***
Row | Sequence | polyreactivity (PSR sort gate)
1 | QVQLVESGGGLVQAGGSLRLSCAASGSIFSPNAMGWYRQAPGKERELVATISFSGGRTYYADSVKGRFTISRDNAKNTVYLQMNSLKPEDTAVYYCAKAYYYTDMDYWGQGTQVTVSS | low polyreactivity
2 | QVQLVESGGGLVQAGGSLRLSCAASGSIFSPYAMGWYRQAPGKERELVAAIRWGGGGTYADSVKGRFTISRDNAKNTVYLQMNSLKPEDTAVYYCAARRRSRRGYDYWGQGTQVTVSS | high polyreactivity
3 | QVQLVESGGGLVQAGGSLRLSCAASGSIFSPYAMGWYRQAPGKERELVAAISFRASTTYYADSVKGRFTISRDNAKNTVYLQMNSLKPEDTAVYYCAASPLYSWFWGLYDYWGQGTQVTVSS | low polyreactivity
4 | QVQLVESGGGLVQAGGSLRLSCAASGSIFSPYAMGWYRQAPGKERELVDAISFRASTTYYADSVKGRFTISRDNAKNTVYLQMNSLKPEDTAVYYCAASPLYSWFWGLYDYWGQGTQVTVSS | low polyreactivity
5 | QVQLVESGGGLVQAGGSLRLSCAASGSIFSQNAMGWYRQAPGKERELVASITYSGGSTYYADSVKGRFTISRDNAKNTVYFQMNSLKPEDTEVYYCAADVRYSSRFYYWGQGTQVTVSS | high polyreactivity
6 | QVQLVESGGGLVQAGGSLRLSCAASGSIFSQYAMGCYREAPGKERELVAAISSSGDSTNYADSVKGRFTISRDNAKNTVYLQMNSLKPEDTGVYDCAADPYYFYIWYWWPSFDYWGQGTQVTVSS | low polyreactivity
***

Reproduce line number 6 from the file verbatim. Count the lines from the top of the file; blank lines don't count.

5 | QVQLVESGGGLVQAGGSLRLSCAASGSIFSQNAMGWYRQAPGKERELVASITYSGGSTYYADSVKGRFTISRDNAKNTVYFQMNSLKPEDTEVYYCAADVRYSSRFYYWGQGTQVTVSS | high polyreactivity